Mon, 15 Apr|
Our Accidental Universe
by Professor Chris Lintott The BBC presenter of 'Sky at Night', and Gresham Professor of Astronomy, Chris Lintott, takes us on an astonishing tour of bizarre accidents, big characters, and human error to tell the story of some of the most important astronomical events of the past hundred years.
Time & Location
15 Apr 2024, 19:15 – 21:00
Lecture Theatre, Romney Rd, London SE10 9NF, UK
About the Event
The BBC presenter of 'Sky at Night', and Gresham Professor of Astronomy, Chris Lintott, takes us on an astonishing tour of bizarre accidents, big characters, and human error to tell the story of some of the most important astronomical events of the past hundred years.
- Our first views of the earliest galaxies were brought to us by the Hubble Space Telescope when it was pointed at absolutely nothing.
- The ice-covered Enceladus, one of Saturn's nearly one hundred moons, was revealed as a possible habitat for life after a by-chance fly by of NASA's Cassini probe on a mission elsewhere.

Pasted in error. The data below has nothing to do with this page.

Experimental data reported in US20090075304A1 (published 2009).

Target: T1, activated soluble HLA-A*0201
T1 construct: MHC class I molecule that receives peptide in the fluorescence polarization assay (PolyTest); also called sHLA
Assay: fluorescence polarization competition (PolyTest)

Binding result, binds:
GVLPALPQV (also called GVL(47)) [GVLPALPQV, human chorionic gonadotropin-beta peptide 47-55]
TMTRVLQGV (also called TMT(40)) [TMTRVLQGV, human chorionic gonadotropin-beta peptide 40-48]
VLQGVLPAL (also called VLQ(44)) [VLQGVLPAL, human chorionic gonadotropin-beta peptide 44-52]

- Pulsars, the spectacular remnants of long-dead massive stars, were discovered as 'scruff' in the data for measurements of the twinkling of possible radio stars.
As new telescopes are built on mountaintops and in deserts around the world, aiming to transform our view of the universe once more, Chris Lintott shows us that keeping an open mind will benefit us all - whatever might still be out there for us to find.
Chris Lintott is a Professor of Astrophysics at the University of Oxford, where his research ranges from understanding how galaxies form and evolve, to predicting the properties of visiting interstellar asteroids. He is Principal Investigator of the Zooniverse citizen science platform, which provides opportunities for anyone to contribute to scientific research, and which was the topic of his first book, 'The Crowd and the Cosmos'. Lintott is best known as presenter of the BBC's long-running Sky at Night program, and as an accomplished lecturer and performer in venues from music festivals to planetaria. In 2023, he was appointed the 39th Gresham Professor of Astronomy, a post that dates back to the 16th century. Away from work, he cooks, plays real tennis and spends time with a rescued lurcher, Mr Max, with whom he presents the Dog Stars podcast.